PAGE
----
“ Itnā to zindagī meñ kisi ki ḳhalal paḌe ,
Hañsne se ho sukūn, naa rone se kal paḌe.”
(So much of hindrance should someone cause,
That neither laughter may bring ease, nor tears.)
Padma Shree awardee and Sahitya Akademi Award winner Kaifi Azmi, who would have turned 101 today wrote these lines when he was barely eleven years old. It has been said that such was the disbelief in his family that his elder brother had to come to his rescue and actually tell his family, who were otherwise pretty impressed with the piece, that it was indeed Kaifi’s work. Later, Begum Akhtar eternized it with a musical rendition.
Born in Mijwan, Azamgarh, Uttar Pradesh, Athar Husain Rizvi, as Azmi had been named, belonged to a family of landowners who wanted to educate him to become a cleric. However, Azmi had set his heart set on fighting for the people. In a 1997 article, he wrote, “We cannot leave it to the hukmaraan (political establishment). The impulse has to come from us, the people.” He left the comfort of the riches and as a card-holding member of the Communist Party of India (CPI), he came to Bombay.
In Azmi’s work, one can read the history of India, otherwise only superficially decorated in newspapers. In nazms that cut and bleed and in lyrics that embalm the wounds, one can find belief, anger, anguish, delicate love, desperation, and most of all, hope.
Azmi’s satire, brilliantly reflected in his work, ‘Pir-e-tasma-e-pa’(1970) is so pertinent that he would have probably sprouted no other words than these if he had to respond to the ludicrous accounts being pulled today.
“Raanā hindū thā akbar musalmān thā,
Sanjai vo pahlā insān thā
Hastināpur meñ jis ne qabl-e-masīh
aur ghar baiThe ik andhe raaja ko
yudh kā tamāsha dikhāyā”
(The Rana was Hindu and Akbar was a Muslim. Sanjai (from Mahabharata) was the first person who created the Television in Hastinapur before Christ and had shown the exhibit of a war to a blind king.)
A ‘revolutionary for all seasons’, Kaifi Azmi performed resistance and revolution through his words. His love songs became the detangler of the most convoluted knots of love as he started writing for Bombay Cinema in the 1950s and asked his lover,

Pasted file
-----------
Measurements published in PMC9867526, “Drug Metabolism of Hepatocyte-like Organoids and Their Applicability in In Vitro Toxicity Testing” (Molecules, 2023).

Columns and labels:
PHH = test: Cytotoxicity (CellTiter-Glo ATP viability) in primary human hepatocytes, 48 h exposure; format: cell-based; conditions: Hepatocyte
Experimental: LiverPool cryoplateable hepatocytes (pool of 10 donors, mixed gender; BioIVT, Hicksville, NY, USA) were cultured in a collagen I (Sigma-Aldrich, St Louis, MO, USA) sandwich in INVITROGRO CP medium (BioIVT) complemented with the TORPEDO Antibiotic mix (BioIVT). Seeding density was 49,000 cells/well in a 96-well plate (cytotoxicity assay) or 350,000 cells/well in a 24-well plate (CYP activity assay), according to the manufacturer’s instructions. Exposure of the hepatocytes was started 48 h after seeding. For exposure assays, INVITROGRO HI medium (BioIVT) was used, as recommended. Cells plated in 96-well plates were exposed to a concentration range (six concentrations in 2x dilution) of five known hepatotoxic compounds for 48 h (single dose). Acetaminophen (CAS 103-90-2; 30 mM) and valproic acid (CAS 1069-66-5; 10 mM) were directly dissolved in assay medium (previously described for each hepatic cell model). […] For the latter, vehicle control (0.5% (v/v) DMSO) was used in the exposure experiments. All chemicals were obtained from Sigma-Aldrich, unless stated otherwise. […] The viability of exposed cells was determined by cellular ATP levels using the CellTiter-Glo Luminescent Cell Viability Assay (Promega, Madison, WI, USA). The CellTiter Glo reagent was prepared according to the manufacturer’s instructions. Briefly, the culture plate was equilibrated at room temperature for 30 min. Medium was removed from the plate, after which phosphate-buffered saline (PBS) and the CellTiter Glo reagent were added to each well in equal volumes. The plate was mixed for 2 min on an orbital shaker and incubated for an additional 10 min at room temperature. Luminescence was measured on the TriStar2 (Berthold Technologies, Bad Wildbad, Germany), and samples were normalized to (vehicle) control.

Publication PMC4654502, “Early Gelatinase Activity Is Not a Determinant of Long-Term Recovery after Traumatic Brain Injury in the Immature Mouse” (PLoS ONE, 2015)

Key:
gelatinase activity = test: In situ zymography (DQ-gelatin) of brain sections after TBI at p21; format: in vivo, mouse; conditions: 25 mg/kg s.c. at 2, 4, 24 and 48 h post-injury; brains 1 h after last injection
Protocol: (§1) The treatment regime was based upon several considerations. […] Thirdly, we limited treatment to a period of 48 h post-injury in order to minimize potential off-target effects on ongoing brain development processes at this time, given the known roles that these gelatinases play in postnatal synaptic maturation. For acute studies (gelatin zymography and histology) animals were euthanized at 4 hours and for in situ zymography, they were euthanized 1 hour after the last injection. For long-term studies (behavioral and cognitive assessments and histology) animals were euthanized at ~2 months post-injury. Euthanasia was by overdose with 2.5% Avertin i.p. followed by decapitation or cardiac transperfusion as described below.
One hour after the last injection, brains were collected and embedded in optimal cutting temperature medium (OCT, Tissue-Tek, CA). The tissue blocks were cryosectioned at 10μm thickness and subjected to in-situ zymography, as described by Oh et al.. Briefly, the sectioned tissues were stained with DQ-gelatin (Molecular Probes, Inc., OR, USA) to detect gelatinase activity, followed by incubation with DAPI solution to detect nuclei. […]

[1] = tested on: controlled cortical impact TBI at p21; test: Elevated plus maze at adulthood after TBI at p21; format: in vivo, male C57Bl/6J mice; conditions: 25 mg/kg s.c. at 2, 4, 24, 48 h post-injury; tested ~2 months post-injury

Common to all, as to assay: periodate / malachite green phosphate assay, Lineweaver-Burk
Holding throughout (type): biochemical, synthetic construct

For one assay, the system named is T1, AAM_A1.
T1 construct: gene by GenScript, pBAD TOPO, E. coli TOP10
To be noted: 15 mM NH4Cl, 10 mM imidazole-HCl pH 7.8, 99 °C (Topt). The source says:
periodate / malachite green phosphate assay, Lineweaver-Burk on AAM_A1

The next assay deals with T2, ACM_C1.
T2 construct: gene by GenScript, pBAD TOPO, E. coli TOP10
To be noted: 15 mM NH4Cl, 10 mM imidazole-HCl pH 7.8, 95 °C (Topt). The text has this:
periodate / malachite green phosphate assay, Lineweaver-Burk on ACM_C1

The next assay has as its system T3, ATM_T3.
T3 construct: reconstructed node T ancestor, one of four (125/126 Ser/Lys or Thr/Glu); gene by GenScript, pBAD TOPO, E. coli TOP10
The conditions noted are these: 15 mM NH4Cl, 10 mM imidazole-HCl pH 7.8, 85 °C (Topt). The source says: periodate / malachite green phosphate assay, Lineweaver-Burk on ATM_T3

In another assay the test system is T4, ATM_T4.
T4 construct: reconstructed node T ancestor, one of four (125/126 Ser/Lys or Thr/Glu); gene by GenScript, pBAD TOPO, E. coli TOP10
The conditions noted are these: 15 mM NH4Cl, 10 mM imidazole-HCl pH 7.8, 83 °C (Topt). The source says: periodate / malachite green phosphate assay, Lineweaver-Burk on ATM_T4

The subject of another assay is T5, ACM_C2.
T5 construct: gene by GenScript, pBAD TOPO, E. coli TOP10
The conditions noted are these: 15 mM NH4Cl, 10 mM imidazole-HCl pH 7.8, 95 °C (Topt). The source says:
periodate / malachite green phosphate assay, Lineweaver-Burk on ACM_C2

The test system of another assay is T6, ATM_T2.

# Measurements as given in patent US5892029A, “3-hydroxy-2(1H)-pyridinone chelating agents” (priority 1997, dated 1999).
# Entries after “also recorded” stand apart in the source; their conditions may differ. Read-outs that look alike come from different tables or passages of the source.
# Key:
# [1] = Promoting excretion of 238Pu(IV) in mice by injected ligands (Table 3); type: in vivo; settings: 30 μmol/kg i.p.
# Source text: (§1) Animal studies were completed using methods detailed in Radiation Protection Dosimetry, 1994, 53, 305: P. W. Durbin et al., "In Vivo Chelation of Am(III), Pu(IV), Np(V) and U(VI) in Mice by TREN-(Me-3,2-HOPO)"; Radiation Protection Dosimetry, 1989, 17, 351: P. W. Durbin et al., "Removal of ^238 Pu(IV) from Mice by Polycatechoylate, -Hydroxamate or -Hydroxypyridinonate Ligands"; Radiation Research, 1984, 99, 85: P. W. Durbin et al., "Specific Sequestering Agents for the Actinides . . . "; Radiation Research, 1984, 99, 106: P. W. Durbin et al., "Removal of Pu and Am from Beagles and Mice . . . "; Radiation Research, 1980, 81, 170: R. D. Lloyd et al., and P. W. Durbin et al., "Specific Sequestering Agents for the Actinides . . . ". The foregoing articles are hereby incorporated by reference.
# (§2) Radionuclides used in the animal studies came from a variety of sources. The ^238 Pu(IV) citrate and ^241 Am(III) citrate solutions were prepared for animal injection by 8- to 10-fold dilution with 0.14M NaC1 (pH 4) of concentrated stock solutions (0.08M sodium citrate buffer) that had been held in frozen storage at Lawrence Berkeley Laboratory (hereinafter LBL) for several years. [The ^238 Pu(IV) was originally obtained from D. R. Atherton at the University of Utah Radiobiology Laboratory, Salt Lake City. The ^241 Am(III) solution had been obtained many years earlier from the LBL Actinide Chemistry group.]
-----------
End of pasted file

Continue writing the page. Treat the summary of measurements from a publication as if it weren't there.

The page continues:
“ Jhukī jhukī sī nazar be-qarār hai ki nahīñ
dabā dabā sā sahī dil meñ pyaar hai ki nahīñ”
(Your gaze is bowed, is it at unease? Hushed as it might be, is there love for me in your heart?)
It is believed that Azmi, along with stalwarts like Sahir Ludhianvi and Majrooh Sultanpuri, introduced Urdu poetry to Bombay cinema.
Other songs like ‘Kar Chale Hum Fida Jan-o-Tan Saathiyon, Ab Tumhare Havale Watan Saathiyon’ (Haqeeqat (1964)), still continue to find their place in every Independence Day and Republic Day playlist.
Azmi was married to Shaukat Kaifi (also credited as Shaukat Azmi in places), who also took up theatre later. About their love, Shaukat Kaifi remembers a wintry night in the early 2000s when she was singing around a bonfire with their daughter, Shabana (Azmi), her husband, Javed (Akhtar), and a few other villagers in Mijwan:
“ Kaifi who was too ill to join us sent a message with his nurse Maria to Javed Please sing Ai Meri Zohra Jabeen” from the film ‘Waqt’ for my wife from me” ( This is a song that Balraj Sahni sings for his wife Achala Sachdev in the film which has become the hallmark for older people expressing sentiments of romantic love ).”
A doting father, Shabana Azmi recalls him feeding, bathing and looking after her and her brother when their mother was working.
Azmi, with his soul-scorching storytelling and touching dialogues in films like M.S.Sathyu’s Garam Hawa, continues to live in the hearts and minds of people. His poetry about social justice, gender justice and equality still live on as lines from ‘Aurat’ and ‘Avara Sajde’ are reiterated in protests across the country to herald hope and admonish anguish.
On returning home after 40 years, when Azmi found that his village, Mijwan was still frozen in time, he decided to come back and change the destiny of his village. From being non-existent on the map of India, Mijwan is a model village recognised all over the world today. A road, a highway, and a Kaifiyat Express running from Azamgarh to Old Delhi are dedicated to him. Azmi is one of the only three poets and writers who have trains dedicated to them, the other two being Rabindranath Tagore (Geetanjali Express) and Premchand (Godaan Express).
In love, revolution, anguish and hope, Azmi’s verses will keep living on and Kaifi Azmi, who would have turned 101 today, will keep living on.
“Bahār aa.e to merā salām kah denā
Mujhe to aaj talab kar liyā hai sahrā ne
Huā hai hukm ki ‘kaifī’ ko sañgsār karo
Masīh baiThe haiñ chhup ke kahāñ ḳhudā jaane”
(Pass on my salutations to the spring when it blooms for I have been lured by the wilderness. Orders have been passed to stone ‘Kaifi’ to death. Only God knows where the Messiah is hiding.)
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